As I mentioned, I was going to write about how Liriano was the key to the Pirates contending in the playoffs. The thing is that I didn’t have any answers. It was more a “the Pirates need to figure out what’s wrong here and fix it”, without the obvious solution. And after Liriano was traded, as I was thinking about the deal, a question popped up in my mind: What if Liriano can’t be fixed?
We’ve written about this a few times this year, and a bit last year, but there was a sudden drop off in Liriano’s production after it started becoming common knowledge that he just didn’t throw strikes. He worked out of the strike zone often, and people chased. And then they stopped chasing, and the slider became less effective. He was so good from 2013-2015, struggled at the end of the year, and really bombed this year. So what if this is actually the pitcher he is now?
That’s a question the Pirates weighed as well.
“It was a challenging decision,” Huntington said on the decision to move on from Liriano. “We had some quality discussion about that. The three years that Francisco was really good for us, or the four months we struggled — which was going to be the guy the next two months? Which was going to be the guy the next year-plus? There was some really quality give and take in the room about where we should go with this.”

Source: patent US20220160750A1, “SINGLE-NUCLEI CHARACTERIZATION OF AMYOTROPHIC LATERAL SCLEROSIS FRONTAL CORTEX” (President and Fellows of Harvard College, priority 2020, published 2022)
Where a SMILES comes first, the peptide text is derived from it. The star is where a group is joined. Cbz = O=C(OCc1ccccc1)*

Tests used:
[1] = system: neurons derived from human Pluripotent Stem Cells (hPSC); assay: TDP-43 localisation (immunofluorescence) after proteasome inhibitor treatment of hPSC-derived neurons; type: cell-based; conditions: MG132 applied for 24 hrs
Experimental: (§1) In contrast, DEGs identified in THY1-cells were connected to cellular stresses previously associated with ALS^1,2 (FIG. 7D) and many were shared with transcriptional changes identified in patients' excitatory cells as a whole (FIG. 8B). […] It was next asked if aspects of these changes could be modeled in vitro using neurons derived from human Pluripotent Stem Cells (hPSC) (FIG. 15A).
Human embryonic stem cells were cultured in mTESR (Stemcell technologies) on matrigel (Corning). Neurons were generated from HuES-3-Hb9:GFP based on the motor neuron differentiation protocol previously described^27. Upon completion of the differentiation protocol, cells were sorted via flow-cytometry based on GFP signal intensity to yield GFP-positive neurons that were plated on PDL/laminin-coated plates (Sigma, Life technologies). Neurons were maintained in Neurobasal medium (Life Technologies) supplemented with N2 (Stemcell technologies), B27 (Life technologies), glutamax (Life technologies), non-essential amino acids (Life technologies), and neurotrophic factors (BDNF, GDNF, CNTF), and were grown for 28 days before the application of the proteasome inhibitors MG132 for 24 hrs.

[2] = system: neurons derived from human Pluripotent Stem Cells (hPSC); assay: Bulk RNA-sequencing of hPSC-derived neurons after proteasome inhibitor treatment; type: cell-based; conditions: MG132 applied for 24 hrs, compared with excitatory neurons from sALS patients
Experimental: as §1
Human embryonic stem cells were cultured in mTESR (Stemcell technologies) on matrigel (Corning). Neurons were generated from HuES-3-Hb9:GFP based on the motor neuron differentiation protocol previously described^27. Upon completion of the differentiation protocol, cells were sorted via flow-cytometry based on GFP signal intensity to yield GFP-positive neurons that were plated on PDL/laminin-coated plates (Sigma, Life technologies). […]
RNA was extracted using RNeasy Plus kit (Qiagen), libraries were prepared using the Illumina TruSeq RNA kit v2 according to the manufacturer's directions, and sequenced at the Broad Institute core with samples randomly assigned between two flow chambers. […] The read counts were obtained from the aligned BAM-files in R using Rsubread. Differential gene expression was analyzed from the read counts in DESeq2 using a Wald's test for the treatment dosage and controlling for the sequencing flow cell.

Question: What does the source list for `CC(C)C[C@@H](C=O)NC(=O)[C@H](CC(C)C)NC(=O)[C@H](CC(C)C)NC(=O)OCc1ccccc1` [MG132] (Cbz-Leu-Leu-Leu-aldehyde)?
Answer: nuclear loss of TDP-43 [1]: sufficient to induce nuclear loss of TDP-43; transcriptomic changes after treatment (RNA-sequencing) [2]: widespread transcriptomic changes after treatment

Huntington didn’t comment on whether there was something specific that Liriano showed which led to the trade, or whether they decided he just wouldn’t become the pitcher he once was. Instead, he discussed the financial flexibility of the move.
“At the end of the day, I ultimately decided that the financial flexibility, adding Drew Hutchison to go with our young pitchers, the financial flexibility that’s going to allow us to reallocate those dollars onto this club in different ways, was a good move for us as we sit here,” Huntington said. “It didn’t take away from this year, but added to our ability to impact this club in different and potentially better ways for next year and beyond.”
The interesting thing here is that a lot of Pirates fans seem fine with the idea of dumping Liriano and getting rid of his contract. The problem a lot of people seem to have with this deal lies with the inclusion of prospects, and the idea that the Pirates might have traded prospects to save money. This would actually be the opposite of their approach in recent years, where they took on salary to keep prospects.
The easy way to figure all of this out would be to get Liriano’s trade value. We’ll start with Dan Szymborski’s tweet from earlier, with Liriano’s projected 2017 WAR.